At 26 weeks, they found fluid around his heart. It was a small amount but still needed to be monitored. His heart was still developing correctly and so were his lungs but my cervix had shortened and was open. I was dilating. They told me I was set to go into labor at any time, I was too far along for a cerclage, and they gave me the first round of steroid shots for lung development. They told me that if I went into labor now, the odds of a very sick baby surviving were very slim. We met with neonatologists and pediatric surgeons. We were told to prepare for a lengthy NICU stay. I was told I would deliver in an operating room regardless of vaginal or C-section and there would be a team ready and waiting for him. There would be a lot of people in the room but they would be there to give him the best shot possible. We started biophysical profiles at 28 weeks and a fetal MRI was done to try and find out more information. At 29 weeks, I went into preterm labor for the first time. They were able to stop it but they kept me hospitalized for three days in case it started again due to the severity of Kip’s condition. I received the 2nd round of steroid shots for lung development and was discharged being told that if I went into preterm labor again, there was nothing else they could do and Kip would be born. They did tell us the risks once again of stillbirth being very high but that making it to 30 weeks with both rounds of steroid shots gave him a better fighting chance. I was still angry. I was still feeling like my body was failing me. I knew that Kip was a fighter though. Fairview had counted him out. I had not and here we were. We arrived to our 30 week and got the biggest shock so far. The fluid in his abdomen was gone. His lungs had room. His heart had room. They were able to see more clearly now that he had an in-utero bowel perforation. Maternal fetal medicine had a higher hope that he would make it to delivery but then he would be in for a hell of a fight. He would need surgery or possibly multiple surgeries to repair his bowels. He would need to be strong enough to make it through surgery. He needed to have enough functioning bowels to sustain himself. They told us to relax over the next few weeks, things looked okay with the pregnancy but prepare for the fight after birth. At 31, 32, and 33 weeks, the fluid was still gone. We spoke with neonatology again and prepared for delivery.
Ready for Delivery
At exactly 34 weeks, I went into preterm labor a 2nd time. Neonatology came in and talked to us. They told us they were ready and waiting for when it was time. The surgeons were available if emergency surgery was needed. The labor and delivery nurses made sure to monitor him very frequently. I was told they would try and let me see him before they took him away if he seemed stable enough but it would only be for a moment. When it was time, I was taken to an operating room and I began to cry. It wasn’t because of the pain. (Truthfully I had a pretty good epidural) It was because this was it. Would he survive delivery? Was he strong enough? What if he couldn’t breathe on his own? Was I ready to say goodbye if I had too? Kip was born August 3rd at 34 weeks. He was covered in meconium. His dad was able to cut the cord and he was placed on me while that was happening. He was then whisked away to be worked on and his dad went with him. I didn’t hear him cry but a nurse came and told me he was breathing on his own and he looked beautiful.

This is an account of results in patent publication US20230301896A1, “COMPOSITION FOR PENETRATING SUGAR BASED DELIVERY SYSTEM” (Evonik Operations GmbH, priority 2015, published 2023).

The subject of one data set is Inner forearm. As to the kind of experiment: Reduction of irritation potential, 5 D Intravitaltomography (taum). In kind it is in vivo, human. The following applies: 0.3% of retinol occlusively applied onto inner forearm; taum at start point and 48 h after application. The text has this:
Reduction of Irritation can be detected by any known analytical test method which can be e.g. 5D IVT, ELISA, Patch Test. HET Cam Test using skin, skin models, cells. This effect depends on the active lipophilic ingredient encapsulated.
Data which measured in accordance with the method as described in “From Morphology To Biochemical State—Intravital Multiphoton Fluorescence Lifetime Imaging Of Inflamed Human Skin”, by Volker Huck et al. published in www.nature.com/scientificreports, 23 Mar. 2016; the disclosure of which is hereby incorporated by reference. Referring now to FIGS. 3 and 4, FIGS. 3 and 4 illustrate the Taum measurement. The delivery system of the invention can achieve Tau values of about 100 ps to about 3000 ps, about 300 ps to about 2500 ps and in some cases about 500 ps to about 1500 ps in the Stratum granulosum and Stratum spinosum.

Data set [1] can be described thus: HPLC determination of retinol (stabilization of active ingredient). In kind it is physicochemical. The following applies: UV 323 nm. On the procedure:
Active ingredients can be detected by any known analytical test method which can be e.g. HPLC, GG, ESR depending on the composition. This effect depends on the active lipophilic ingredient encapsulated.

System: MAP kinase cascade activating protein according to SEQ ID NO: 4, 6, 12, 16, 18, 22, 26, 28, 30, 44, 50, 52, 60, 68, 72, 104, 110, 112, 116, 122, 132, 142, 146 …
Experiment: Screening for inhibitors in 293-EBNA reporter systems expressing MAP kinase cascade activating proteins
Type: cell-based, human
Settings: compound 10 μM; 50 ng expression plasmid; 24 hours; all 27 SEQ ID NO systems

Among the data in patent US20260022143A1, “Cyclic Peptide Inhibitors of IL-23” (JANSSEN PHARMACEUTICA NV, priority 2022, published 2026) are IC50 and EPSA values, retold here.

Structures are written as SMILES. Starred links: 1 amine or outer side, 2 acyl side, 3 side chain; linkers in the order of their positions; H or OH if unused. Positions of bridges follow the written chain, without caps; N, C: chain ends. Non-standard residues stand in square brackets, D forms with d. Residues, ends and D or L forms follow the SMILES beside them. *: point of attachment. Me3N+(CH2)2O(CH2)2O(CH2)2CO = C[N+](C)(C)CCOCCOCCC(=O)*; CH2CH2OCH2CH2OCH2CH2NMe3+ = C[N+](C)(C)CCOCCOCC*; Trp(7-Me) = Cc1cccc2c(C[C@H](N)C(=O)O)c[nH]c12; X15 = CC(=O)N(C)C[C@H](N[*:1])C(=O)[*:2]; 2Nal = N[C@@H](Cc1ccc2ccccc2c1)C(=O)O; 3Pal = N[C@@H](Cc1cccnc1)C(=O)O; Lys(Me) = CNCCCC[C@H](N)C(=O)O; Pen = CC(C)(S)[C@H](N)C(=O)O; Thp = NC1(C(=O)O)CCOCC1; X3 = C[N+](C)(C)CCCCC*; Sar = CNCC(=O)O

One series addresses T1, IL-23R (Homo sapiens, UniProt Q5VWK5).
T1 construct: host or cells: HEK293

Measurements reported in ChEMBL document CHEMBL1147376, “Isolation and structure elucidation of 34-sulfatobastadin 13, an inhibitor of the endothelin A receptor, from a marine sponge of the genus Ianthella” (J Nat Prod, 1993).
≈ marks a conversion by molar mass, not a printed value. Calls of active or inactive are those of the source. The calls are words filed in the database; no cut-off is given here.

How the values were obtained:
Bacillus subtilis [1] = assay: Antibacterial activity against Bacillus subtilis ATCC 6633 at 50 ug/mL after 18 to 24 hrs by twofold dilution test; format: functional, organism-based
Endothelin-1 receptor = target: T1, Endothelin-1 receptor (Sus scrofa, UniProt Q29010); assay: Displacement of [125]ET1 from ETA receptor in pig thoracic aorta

Miracle After Miracle
When I was ready, they wheeled me over to see him because he was stable enough. He was breathing on his own. His eyes were open. He had a tube down his mouth suctioning out meconium. My husband and I had a few precious minutes with him before he was transported to the NICU. My husband went with him. The NICU was on a different campus so I had to be transferred there. Kip was hooked up to IV nutrition in the NICU and his dad was able to hold him for the first time that night. I was transferred several hours later and went straight to the NICU. All the tubes and wiring was overwhelming. He had suction in his mouth, IV nutrition in his belly button, monitors everywhere. Constant beeping but he was doing much better than anyone expected. I didn’t hold him until the next day. We were unable to pick him up ourselves because of the IV nutrition but nurses helped us. In the next few days, they would complete testing to find out where in his bowels he needed surgery. He received ultrasounds daily and then a lower GI study. He passed the lower GI study and we were floored. The surgeons were surprised. They warned us about the upper GI study if it wasn’t in the lower and they completed an upper GI study. He passed the upper GI study to the shock of every person. The contrast was coming out successfully along with meconium. The surgeons made the decision to try feeding him. They could see scar tissue and calcification on his bowels in the ultrasound but with passing these tests, it appeared that the hole had healed on its own. This was unheard of. They could also see calcification on his liver. They told us to expect blockages and setbacks when he started having breastmilk. This would be the true test. He started breastmilk via feeding tube and it went through. My husband and I didn’t believe it. We questioned the doctors repeatedly asking if they were sure. We asked if more testing could be done to confirm there was truly no hole. We, course, didn’t want him to have to have surgery but it took us a moment to accept the news. We were told that no surgery would be required at this time. After months and months of gloom and doom, we couldn’t believe what we were hearing. The baby they wanted me to terminate, the baby they told me wouldn’t make it, the baby whose funeral they said I should plan was fine. Now he does have calcification on his bowels and liver as mentioned and they don’t know how that will affect him as he grows. Surgery may be required in the future to repair that. His intestines are also balled up basically on one side of his body so the left side sticks out farther than the right. This is something they are going to monitor. We were told to prepare for a 3 month NICU stay and Kip was discharged from the NICU after 16 days. He was put into a study for rare diseases at the Mayo Clinic to try and discover more information about him. There is no medical explanation as to why he suffered an in-utero bowel perforation or how it fixed itself. Kip is our miracle baby, our little fighter.